A tweet falsely claims that vaccination causes variants

In late 2020 the Alpha variant (B.1.1.7) appeared first in the United Kingdom, and then worldwide. It became the dominant variant in the United States, and introduced the world to the first of several COVID-19 variants of concern. While B.1.1.7 was not the first COVID-19 variant, it served to enhance the myth that COVID-19 vaccines had a relationship with the formation of COVID-19 variants. According to the CDC, “[n]ew variants of a virus happen because the virus that causes COVID-19 constantly changes through a natural ongoing process of mutation (change). As the virus spreads, it has more opportunities to change.” 

When asked if the COVID-19 vaccine cause variants Dr. Panagis Galiatsatos, MD, MHS, an assistant professor at Johns Hopkins School of Medicine and physician in the Division of Clinical Care Medicine said, “It is a myth.” According to Galiatsatos, “[E]verytime a virus comes in us, when it leaves, it’s a little bit different…one of the things that has allowed this virus to become a pandemic is the ability to catch our immune systems off guard.” Galiatsatos referenced Ebola as an example of a virus that kills individuals too quickly to become pandemic in the same way as COVID-19. “If anything, the vaccine makes sure that…its impact on the healthcare system is massively attenuated.”

The Alpha variant was followed by additional variants including Delta and Omicron. As observed by authors of the article “Mitigating COVID-19 in the face of emerging virus variants, breakthrough infections and vaccine hesitancy,” “Being an RNA virus, the COVID-19 virus is continuing to mutate, resulting in the emergence of new variants with high transmissibility, such as the recently discovered Omicron variant.” 

Worldwide inequities, and getting the vaccine to those in need, have been in constant and persistent struggle. Far from viewing the vaccines as a vector for variants, the authors see the vaccines as a need, and a need that many worldwide lack. “We often fail to consider that the COVID-19 still is a pandemic and billions of people around the world have yet to receive a single dose of vaccine. Only 8.1% of people in low-income countries have received at least one dose whereas almost 60–80% of people are fully vaccinated in developed countries.” 

These numbers underline the disparity in vaccine equity between wealthy and low-income countries. Lack of access to the vaccine, not the vaccine itself, is one of the contributing factors  to the emergence of variants. As researchers Haque and Pant state: “If the virus is not contained in other countries, the risk of the emergence of a more serious variant threatens places with high and low vaccination rates alike…The only way to end this pandemic is to get enough people vaccinated so we can reduce the speed of new variants emerging and spreading.”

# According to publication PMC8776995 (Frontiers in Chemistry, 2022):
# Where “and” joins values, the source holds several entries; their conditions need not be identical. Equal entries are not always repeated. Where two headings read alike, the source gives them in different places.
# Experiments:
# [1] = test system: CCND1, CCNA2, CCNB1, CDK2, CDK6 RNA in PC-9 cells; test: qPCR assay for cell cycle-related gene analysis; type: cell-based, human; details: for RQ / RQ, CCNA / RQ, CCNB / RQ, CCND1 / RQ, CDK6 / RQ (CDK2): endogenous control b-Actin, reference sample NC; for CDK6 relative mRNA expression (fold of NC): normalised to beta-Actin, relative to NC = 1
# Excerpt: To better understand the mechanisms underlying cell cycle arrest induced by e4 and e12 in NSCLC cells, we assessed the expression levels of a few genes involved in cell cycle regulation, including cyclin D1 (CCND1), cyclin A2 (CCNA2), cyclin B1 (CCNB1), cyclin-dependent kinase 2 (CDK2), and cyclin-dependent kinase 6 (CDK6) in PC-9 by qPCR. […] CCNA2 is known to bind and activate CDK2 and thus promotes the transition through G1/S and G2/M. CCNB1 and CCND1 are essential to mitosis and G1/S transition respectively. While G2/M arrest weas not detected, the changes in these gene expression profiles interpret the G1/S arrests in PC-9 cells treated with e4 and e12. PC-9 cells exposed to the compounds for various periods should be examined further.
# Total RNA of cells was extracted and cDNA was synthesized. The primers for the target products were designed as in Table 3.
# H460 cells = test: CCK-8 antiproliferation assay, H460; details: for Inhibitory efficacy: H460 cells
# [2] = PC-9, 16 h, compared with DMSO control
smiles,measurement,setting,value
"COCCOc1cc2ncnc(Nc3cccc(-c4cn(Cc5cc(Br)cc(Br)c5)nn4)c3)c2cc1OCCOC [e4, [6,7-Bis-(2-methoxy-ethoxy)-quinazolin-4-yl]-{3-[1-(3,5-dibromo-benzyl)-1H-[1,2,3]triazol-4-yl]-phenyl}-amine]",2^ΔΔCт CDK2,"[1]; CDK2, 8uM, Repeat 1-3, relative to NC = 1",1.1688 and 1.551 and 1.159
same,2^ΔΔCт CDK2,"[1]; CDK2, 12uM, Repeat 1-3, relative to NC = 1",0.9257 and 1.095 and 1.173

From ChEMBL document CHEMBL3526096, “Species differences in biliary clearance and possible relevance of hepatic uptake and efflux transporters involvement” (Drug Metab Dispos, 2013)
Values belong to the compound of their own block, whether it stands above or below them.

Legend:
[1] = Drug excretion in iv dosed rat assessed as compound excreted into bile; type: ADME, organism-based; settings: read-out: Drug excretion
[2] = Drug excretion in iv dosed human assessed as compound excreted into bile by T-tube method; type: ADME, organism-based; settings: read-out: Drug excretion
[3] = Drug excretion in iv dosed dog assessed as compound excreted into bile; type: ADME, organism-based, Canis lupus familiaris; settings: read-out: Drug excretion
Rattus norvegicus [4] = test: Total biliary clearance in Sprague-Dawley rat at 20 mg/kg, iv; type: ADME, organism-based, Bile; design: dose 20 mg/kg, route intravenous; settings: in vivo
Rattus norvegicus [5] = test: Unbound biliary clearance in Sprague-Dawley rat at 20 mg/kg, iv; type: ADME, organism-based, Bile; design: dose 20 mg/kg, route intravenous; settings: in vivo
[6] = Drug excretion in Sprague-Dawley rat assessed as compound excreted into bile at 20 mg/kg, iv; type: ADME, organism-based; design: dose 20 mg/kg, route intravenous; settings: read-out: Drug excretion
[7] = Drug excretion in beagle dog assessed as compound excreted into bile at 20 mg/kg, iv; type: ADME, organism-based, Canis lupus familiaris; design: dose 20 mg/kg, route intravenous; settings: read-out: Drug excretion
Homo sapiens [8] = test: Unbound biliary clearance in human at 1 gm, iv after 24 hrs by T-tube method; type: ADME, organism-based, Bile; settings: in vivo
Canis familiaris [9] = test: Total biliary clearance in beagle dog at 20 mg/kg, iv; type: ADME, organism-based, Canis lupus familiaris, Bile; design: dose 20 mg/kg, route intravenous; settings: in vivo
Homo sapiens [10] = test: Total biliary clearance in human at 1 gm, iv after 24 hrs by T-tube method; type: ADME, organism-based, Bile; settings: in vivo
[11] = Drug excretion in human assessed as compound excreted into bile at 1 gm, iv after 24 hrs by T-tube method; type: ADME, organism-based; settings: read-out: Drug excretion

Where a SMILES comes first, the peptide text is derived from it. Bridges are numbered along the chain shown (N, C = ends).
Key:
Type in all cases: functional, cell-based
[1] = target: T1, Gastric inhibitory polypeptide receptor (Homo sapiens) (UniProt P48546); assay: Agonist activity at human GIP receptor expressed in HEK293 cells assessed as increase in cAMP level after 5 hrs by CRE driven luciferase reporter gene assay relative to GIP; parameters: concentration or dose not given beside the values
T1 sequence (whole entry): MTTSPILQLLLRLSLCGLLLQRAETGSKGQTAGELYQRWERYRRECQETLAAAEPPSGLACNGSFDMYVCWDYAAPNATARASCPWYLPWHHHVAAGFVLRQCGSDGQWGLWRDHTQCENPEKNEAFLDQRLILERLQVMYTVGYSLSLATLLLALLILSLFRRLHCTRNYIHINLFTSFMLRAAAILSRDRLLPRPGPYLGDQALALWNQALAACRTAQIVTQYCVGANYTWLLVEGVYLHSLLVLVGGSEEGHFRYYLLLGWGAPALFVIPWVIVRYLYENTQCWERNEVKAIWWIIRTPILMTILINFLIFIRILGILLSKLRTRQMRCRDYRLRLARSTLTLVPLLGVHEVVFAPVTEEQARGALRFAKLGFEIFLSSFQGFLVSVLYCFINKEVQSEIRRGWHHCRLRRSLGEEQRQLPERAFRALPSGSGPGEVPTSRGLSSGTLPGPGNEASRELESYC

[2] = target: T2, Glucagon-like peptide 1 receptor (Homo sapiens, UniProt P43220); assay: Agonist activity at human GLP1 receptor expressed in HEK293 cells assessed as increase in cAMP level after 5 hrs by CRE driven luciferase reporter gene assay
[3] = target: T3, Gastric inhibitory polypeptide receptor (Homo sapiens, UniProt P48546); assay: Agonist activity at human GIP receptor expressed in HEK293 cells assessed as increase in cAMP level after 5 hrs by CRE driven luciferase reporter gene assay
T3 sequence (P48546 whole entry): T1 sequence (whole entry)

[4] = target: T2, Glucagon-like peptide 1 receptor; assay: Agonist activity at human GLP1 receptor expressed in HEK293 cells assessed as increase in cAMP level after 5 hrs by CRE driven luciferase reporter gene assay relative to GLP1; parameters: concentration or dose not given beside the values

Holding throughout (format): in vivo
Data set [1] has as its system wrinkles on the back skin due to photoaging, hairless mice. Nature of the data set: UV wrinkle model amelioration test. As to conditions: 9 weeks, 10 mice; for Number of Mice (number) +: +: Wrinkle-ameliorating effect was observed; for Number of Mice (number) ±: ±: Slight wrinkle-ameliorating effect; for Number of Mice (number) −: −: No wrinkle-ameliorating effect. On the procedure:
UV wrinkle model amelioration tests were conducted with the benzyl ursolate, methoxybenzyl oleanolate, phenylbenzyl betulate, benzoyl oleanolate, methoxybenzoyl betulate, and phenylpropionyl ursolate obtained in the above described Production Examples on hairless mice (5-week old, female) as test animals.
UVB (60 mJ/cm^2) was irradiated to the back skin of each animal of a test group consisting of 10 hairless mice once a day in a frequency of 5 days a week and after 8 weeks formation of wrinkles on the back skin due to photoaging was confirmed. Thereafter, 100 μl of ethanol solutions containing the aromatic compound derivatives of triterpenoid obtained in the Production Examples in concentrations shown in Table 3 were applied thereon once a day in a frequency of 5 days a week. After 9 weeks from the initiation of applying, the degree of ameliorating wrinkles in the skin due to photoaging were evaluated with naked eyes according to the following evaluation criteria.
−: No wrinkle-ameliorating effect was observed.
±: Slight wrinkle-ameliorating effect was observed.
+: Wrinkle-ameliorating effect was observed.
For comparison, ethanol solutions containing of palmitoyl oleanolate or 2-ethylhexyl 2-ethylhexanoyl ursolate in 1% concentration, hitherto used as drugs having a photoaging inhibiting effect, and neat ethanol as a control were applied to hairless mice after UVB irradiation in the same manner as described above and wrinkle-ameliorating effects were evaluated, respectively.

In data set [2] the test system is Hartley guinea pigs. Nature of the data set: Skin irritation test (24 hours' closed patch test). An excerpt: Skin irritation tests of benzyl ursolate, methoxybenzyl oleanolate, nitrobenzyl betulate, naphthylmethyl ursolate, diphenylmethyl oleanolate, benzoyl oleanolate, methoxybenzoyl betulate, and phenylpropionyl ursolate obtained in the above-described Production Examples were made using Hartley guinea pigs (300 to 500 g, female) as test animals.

As for how individuals can safeguard themselves from the dangers of COVID and future variants of COVID-19, Galiatsatos has a three-step strategy to follow: “Don’t catch [COVID]…[I’m still a] mask advocate. Because even though we have a vaccine to keep you from dying, I can’t promise [getting COVID] won’t have any…effects like long-COVID, so don’t catch it is strategy number 1. Strategy number 2 is, contain it. So if you do happen to catch it, we have the rapid test, you test positive, you stay home, you’re not out there spreading it around. You’re doing your role. The last part is controlling it…making sure that we can keep it in this mild-to-moderate form…vaccinations and medications…keep it from being life-threatening.”

For additional resources around COVID-19 please visit www1.nyc.gov/site/coronavirus/index.page or call 311. New Yorkers can find locations of where to pick up free rapid tests by calling 311 or by visiting: www.nychealthandhospitals.org/COVID-19-testing-sites/ and can schedule an at-home test by calling 929-298-9400 between 9:00 a.m. and 7:00 p.m., seven days a week.

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